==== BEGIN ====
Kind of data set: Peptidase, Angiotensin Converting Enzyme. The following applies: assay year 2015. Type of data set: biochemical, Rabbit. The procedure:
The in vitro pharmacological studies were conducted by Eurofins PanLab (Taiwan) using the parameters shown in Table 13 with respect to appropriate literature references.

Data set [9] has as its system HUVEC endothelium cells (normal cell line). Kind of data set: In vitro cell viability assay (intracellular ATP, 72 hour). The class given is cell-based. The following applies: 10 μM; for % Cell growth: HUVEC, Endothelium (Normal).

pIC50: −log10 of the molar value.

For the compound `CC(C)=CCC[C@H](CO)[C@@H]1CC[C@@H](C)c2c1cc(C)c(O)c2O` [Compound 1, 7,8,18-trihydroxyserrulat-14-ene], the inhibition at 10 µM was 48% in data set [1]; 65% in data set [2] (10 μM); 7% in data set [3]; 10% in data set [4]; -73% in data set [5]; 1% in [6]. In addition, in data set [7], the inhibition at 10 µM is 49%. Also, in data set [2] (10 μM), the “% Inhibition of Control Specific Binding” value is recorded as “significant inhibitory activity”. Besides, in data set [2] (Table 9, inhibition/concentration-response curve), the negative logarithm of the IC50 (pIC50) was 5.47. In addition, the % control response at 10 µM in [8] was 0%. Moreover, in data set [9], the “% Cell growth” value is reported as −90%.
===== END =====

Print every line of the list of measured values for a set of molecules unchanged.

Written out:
Kind of data set: Peptidase, Angiotensin Converting Enzyme. The following applies: assay year 2015. Type of data set: biochemical, Rabbit. The procedure:
The in vitro pharmacological studies were conducted by Eurofins PanLab (Taiwan) using the parameters shown in Table 13 with respect to appropriate literature references.

Data set [9] has as its system HUVEC endothelium cells (normal cell line). Kind of data set: In vitro cell viability assay (intracellular ATP, 72 hour). The class given is cell-based. The following applies: 10 μM; for % Cell growth: HUVEC, Endothelium (Normal).

pIC50: −log10 of the molar value.

For the compound `CC(C)=CCC[C@H](CO)[C@@H]1CC[C@@H](C)c2c1cc(C)c(O)c2O` [Compound 1, 7,8,18-trihydroxyserrulat-14-ene], the inhibition at 10 µM was 48% in data set [1]; 65% in data set [2] (10 μM); 7% in data set [3]; 10% in data set [4]; -73% in data set [5]; 1% in [6]. In addition, in data set [7], the inhibition at 10 µM is 49%. Also, in data set [2] (10 μM), the “% Inhibition of Control Specific Binding” value is recorded as “significant inhibitory activity”. Besides, in data set [2] (Table 9, inhibition/concentration-response curve), the negative logarithm of the IC50 (pIC50) was 5.47. In addition, the % control response at 10 µM in [8] was 0%. Moreover, in data set [9], the “% Cell growth” value is reported as −90%.